Newspaper article The Journal (Newcastle, England)

The Battle of Parliament

Newspaper article The Journal (Newcastle, England)

The Battle of Parliament

Article excerpt

Byline: By Zoe Hughes

MPs saw it as an historic day to finally ban hunting with dogs ( but just hours into the debate angry protesters exposed an appalling security lapse at the heart of British democracy.

Just days after a Fathers4Justice protester climbed on to the walls of Buckingham Palace, five demonstrators stormed into the House of Commons chamber in protest at a total ban on fox hunting.

MPs stared in shock and although it took just seconds to bring the men under control it left palace officials red-faced at the ease at which they gained entry.

A full-scale investigation was underway last night but experts were already acknowledging it as one of the worst security lapses ever recorded in Parliament.

Commons Leader Peter Hain immediately ordered armed police to protect the rest of the day's proceedings, which saw MPs vote by a majority of 190 in favour of a complete ban on hunting. 356 MPs voted for a total ban with 166 against.

The ban will come into effect on July 31, 2006, after Labour MPs persuaded ministers to cut plans to delay implementation from two years to 18 months.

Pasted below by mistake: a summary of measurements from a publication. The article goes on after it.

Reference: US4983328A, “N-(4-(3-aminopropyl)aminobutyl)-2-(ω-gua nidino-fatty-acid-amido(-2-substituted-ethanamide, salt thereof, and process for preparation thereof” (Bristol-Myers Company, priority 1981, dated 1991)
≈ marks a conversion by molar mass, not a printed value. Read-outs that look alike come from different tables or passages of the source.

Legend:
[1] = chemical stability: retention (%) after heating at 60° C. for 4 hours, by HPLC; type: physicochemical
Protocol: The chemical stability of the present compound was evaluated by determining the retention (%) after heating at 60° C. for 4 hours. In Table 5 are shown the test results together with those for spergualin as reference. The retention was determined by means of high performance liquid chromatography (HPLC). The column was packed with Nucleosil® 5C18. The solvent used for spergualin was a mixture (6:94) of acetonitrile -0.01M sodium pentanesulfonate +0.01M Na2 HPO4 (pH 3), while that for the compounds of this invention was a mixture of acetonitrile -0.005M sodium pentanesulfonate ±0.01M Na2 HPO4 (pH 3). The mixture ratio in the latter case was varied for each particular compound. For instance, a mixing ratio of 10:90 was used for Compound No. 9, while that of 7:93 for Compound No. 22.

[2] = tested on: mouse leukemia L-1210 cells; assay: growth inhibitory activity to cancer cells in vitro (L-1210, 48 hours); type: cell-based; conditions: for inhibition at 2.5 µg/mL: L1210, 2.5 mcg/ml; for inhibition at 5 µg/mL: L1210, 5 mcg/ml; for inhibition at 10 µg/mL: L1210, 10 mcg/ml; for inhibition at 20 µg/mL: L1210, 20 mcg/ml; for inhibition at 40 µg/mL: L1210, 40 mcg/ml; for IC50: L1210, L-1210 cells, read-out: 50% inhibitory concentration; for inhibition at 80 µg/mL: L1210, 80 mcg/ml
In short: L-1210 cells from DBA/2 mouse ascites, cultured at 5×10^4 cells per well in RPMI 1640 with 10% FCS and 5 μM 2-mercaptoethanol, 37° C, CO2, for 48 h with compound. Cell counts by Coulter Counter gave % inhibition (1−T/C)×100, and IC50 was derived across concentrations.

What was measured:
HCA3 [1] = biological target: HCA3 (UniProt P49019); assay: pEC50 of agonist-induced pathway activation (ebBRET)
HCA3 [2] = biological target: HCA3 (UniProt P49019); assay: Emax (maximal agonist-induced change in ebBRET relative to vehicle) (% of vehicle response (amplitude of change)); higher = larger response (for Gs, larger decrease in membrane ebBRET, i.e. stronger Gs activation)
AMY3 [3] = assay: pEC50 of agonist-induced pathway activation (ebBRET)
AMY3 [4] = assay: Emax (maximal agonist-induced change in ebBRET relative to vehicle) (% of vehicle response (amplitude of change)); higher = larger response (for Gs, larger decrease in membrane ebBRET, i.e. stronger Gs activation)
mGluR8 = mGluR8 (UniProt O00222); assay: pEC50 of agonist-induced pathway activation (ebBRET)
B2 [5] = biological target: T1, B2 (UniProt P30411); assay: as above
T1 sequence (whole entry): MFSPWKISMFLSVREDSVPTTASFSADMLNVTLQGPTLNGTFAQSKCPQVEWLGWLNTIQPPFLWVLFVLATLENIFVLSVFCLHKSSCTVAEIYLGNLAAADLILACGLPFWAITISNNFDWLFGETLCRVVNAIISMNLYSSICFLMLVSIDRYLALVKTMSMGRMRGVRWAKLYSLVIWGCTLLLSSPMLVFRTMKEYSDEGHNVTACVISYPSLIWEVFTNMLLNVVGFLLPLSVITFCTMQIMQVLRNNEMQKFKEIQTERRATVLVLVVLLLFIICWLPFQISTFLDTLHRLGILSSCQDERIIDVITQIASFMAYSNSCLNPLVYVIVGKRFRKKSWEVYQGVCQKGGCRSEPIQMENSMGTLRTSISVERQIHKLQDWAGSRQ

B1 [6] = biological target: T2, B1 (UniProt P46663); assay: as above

Rural Affairs Minister Alun Michael had urged backbenchers to give the industry more time to find alternative activities for dogs and horses, but pressure from veteran anti-hunt MPs ensured a last-minute change of heart ( with MPs finally voting 329 to eight in support of the measure.

It will mean hunts across England are prevented from taking part in cubbing or stag hunting and will have to wind up their operations after the 2005/06 season.

MPs began the day in high spirits with North-East Labour politicians declaring September 15 the day their 1997 manifesto promise was finally fulfilled.

However at around 3.25pm, five men broke into the Commons from behind the Speaker's chair to protest at the debate. …

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